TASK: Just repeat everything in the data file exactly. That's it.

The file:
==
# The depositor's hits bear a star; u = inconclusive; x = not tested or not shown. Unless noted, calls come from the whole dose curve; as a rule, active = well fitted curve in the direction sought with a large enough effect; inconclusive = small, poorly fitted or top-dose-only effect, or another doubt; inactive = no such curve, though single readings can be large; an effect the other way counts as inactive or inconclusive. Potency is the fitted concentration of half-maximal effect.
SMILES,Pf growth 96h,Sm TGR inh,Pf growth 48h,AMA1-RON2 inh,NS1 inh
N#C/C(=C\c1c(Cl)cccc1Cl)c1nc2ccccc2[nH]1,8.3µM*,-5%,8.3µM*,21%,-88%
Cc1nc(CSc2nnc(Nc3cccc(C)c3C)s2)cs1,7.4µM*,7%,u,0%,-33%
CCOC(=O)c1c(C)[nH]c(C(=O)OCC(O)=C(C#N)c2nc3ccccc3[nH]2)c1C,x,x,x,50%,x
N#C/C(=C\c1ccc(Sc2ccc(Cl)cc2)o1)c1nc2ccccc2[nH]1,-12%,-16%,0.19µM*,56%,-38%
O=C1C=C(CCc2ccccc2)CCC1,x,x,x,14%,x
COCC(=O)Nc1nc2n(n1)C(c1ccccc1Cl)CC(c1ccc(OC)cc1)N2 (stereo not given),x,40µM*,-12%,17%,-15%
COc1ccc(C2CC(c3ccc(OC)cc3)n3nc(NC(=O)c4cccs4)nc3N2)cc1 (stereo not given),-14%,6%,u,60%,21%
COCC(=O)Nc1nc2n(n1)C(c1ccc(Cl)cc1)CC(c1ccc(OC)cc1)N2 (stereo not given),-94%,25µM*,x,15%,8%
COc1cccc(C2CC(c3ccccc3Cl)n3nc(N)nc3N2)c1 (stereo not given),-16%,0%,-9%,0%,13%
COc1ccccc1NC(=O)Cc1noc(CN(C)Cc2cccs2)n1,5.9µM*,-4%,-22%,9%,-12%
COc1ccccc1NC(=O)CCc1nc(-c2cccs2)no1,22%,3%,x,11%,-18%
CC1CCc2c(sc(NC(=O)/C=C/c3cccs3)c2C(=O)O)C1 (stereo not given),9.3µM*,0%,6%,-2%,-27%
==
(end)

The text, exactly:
# The depositor's hits bear a star; u = inconclusive; x = not tested or not shown. Unless noted, calls come from the whole dose curve; as a rule, active = well fitted curve in the direction sought with a large enough effect; inconclusive = small, poorly fitted or top-dose-only effect, or another doubt; inactive = no such curve, though single readings can be large; an effect the other way counts as inactive or inconclusive. Potency is the fitted concentration of half-maximal effect.
SMILES,Pf growth 96h,Sm TGR inh,Pf growth 48h,AMA1-RON2 inh,NS1 inh
N#C/C(=C\c1c(Cl)cccc1Cl)c1nc2ccccc2[nH]1,8.3µM*,-5%,8.3µM*,21%,-88%
Cc1nc(CSc2nnc(Nc3cccc(C)c3C)s2)cs1,7.4µM*,7%,u,0%,-33%
CCOC(=O)c1c(C)[nH]c(C(=O)OCC(O)=C(C#N)c2nc3ccccc3[nH]2)c1C,x,x,x,50%,x
N#C/C(=C\c1ccc(Sc2ccc(Cl)cc2)o1)c1nc2ccccc2[nH]1,-12%,-16%,0.19µM*,56%,-38%
O=C1C=C(CCc2ccccc2)CCC1,x,x,x,14%,x
COCC(=O)Nc1nc2n(n1)C(c1ccccc1Cl)CC(c1ccc(OC)cc1)N2 (stereo not given),x,40µM*,-12%,17%,-15%
COc1ccc(C2CC(c3ccc(OC)cc3)n3nc(NC(=O)c4cccs4)nc3N2)cc1 (stereo not given),-14%,6%,u,60%,21%
COCC(=O)Nc1nc2n(n1)C(c1ccc(Cl)cc1)CC(c1ccc(OC)cc1)N2 (stereo not given),-94%,25µM*,x,15%,8%
COc1cccc(C2CC(c3ccccc3Cl)n3nc(N)nc3N2)c1 (stereo not given),-16%,0%,-9%,0%,13%
COc1ccccc1NC(=O)Cc1noc(CN(C)Cc2cccs2)n1,5.9µM*,-4%,-22%,9%,-12%
COc1ccccc1NC(=O)CCc1nc(-c2cccs2)no1,22%,3%,x,11%,-18%
CC1CCc2c(sc(NC(=O)/C=C/c3cccs3)c2C(=O)O)C1 (stereo not given),9.3µM*,0%,6%,-2%,-27%